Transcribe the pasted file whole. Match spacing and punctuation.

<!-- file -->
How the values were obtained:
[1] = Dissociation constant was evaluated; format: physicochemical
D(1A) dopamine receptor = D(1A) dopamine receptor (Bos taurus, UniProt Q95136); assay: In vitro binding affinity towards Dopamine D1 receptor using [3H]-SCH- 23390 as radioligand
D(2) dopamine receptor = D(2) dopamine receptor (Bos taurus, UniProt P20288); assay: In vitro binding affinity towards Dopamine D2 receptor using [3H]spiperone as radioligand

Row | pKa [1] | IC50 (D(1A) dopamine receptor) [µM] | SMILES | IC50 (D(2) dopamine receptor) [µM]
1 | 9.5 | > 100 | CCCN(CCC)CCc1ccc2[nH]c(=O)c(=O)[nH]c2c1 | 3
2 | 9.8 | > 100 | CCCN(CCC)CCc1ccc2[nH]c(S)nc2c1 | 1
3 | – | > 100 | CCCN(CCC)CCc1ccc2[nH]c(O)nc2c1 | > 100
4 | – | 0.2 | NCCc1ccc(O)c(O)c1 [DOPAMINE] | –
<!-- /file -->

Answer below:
How the values were obtained:
[1] = Dissociation constant was evaluated; format: physicochemical
D(1A) dopamine receptor = D(1A) dopamine receptor (Bos taurus, UniProt Q95136); assay: In vitro binding affinity towards Dopamine D1 receptor using [3H]-SCH- 23390 as radioligand
D(2) dopamine receptor = D(2) dopamine receptor (Bos taurus, UniProt P20288); assay: In vitro binding affinity towards Dopamine D2 receptor using [3H]spiperone as radioligand

Row | pKa [1] | IC50 (D(1A) dopamine receptor) [µM] | SMILES | IC50 (D(2) dopamine receptor) [µM]
1 | 9.5 | > 100 | CCCN(CCC)CCc1ccc2[nH]c(=O)c(=O)[nH]c2c1 | 3
2 | 9.8 | > 100 | CCCN(CCC)CCc1ccc2[nH]c(S)nc2c1 | 1
3 | – | > 100 | CCCN(CCC)CCc1ccc2[nH]c(O)nc2c1 | > 100
4 | – | 0.2 | NCCc1ccc(O)c(O)c1 [DOPAMINE] | –